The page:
The trends, the issues, and productive business
Challenge #1: Inspiring Consumers To Print
Interesting advice and comments from CLN
by Nancy Nally and Peggy Braden (October 22, 2007)
(Note: The Sept. 17 edition of CLN included
"Stop Worrying about Digital Scrapbooking... And worry about
printing photos instead," by independent retailer Sharon Cooke.
owner of Scrapbook Clubhouse in Westbrook, CT. The thoughtful,
provocative article inspired the following reactions. To read
Sharon's article, click on the title in the right-hand column.)
How Scrapbook Retailers Can Encourage Photo Printing, by
Sharon Cooke makes an excellent point. Scrapbooking as an
industry is taking a financial hit from the growth of digital
photography. There isn't a built-in customer base anymore of people
who are generating stacks of pictures that they are looking for
"something to do with".
Also, the sheer volume of photographs that people generate with
their digital cameras can intimidate people from scrapbooking their
photos because the task seems so huge. MSNBC.com actually ran an
article recently raising the subject of whether we are taking too
many pictures because of digital cameras. (www.msnbc.msn.com/id/20763864).
Storeowners who want to increase their customer base need to
encourage more printing of digital photos, and entice people who do
print their photos to visit scrapbook stores. There are several ways
that retailers can try to do this.
1. Offer in-store printing. This service can be offered
through a complex photo kiosk or simple computer and printer.
However it is done, allowing on-site printing will facilitate
immediate scrapbooking of photographs. Customers can enter the store
for a crop carrying their basic tools and a camera card or photo CD,
print their pictures, purchase their supplies, and create a page on
2. Facilitate online ordering. A computer with Internet
access and an attached universal card reader can serve as a
"kiosk" from which store customers can place photo orders.
While they are in the store, customers can pre-plan scrapbook pages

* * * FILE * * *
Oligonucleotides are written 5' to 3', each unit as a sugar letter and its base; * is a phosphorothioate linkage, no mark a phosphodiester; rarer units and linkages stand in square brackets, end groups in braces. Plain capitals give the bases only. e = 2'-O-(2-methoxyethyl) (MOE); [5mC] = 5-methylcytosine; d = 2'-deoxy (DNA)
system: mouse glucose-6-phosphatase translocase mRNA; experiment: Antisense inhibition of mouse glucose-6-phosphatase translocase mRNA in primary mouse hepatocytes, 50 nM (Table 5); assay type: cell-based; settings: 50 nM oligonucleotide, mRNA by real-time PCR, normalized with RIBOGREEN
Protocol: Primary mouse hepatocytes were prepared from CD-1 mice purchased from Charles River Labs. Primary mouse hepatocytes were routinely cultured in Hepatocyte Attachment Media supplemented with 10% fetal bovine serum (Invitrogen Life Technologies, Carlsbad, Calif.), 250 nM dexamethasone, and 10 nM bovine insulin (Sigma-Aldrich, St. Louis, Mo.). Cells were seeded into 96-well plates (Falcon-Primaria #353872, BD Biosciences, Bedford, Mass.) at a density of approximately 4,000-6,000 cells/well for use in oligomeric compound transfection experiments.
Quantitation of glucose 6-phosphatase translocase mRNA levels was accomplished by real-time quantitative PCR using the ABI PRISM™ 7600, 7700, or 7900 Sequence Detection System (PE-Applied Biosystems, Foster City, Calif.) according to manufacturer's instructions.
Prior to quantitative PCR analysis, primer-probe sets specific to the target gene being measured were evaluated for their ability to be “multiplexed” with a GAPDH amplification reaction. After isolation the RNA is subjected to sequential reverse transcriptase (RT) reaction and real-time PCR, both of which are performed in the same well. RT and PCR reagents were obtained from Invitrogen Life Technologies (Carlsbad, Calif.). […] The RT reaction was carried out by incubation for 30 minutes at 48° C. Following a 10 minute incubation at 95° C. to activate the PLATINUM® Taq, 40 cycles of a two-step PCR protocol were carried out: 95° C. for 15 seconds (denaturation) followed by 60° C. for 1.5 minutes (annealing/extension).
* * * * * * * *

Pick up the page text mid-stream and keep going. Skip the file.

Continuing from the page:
for their latest digital photos, buy the supplies, and order the
prints they will need to complete the pages. This system could even
earn money for the store, since major online photo services such as
Shutterfly and Snapfish offer affiliate programs.
3. Partner with a local photo lab. Local photo labs are also
feeling the pinch of people not printing their photos. Partner with
one to drive traffic (and business) back and forth between the two
stores. Offer coupons with a purchase at one that is good off of a
purchase at the other. Partner on advertising. Offer drop off and
pick up for the photo lab at the scrapbook store. Team up and get
This might well be the biggest challenge that the industry has
faced since the scrapbooking boom started. Those who don't adjust to
the changing market won't be in it very long. It's a bad lesson to
learn the hard way.
(Note: Nancy also reported on the Creating Keepsakes
Hall of Fame controversy. To read her report, visit her blog at www.scrapbookupdate.com/scrapnancy/2007/10/controversy-sur.html.
She has written numerous articles on scrapbooking for various
publications, including CLN, Creative TECHniques, Scrapbook
Business, and DesignerZine. Nancy can be contacted at firstname.lastname@example.org.)
Storing Photos on a Computer Is The Least of the Dangers, by
Peggy Braden, Unique Surroundings
I wholeheartedly agree with Sharon, and I am neither in scrapbook
retail nor am I a scrapbooker myself. I am a custom framer who
specializes in "making your memories last."© I design and
custom build shadowboxes to preserve the precious memories of my
The fact that our photos are not safe on our computers is a
no-brainer to those of us who work day in and day out with
technology. However, even the executive administrator who uses a
computer daily hasn't the slightest clue of the inner workings of
the technology. I would venture to guess that 98% of those using
computers daily have no conception of how their computer saves or
loses their important photos.
I believe that the responsibility to inform falls to the computer
manufacturing sector which has given the public a false sense of
security on many issues involving their products. Most consumers
have no grasp of the dangers of the Internet for both children and
adults – computer fraud and identity theft, lottery scams,
unsecured banking, and an entire list of other dangers aren't
mentioned in the advertising for a new system.
Parent's will turn their children loose on the Internet and not
give it a second thought, and yet we still have a rating system for
movies to attempt to protect our children and warn parents of the
content. But kids can pull up a porn site on their laptop with no
(It happened to me recently when searching for instructions to
build a Corn Hole game of all things. I don't have a prudish bone in
my body, yet I was totally disgusted.)
I believe the public as a whole was so enamored with computers
when they first became widely available that they let the computer
manufacturing industry get away with not warning them of the
negatives and dangers.
I agree that all of our photo's are in danger of being lost when
stored on a computer, but I believe this is the least of many more
important issue's vital to our safety and society as a whole. Is it
too late to hold the industry accountable? We will probably never
know as no one is willing to take them on. (Peggy can be contacted
(Note: IS inspiring consumers to print their photos a
serious challenge for retailers? If so, any suggestions? Email your
thoughts to CLN at email@example.com.)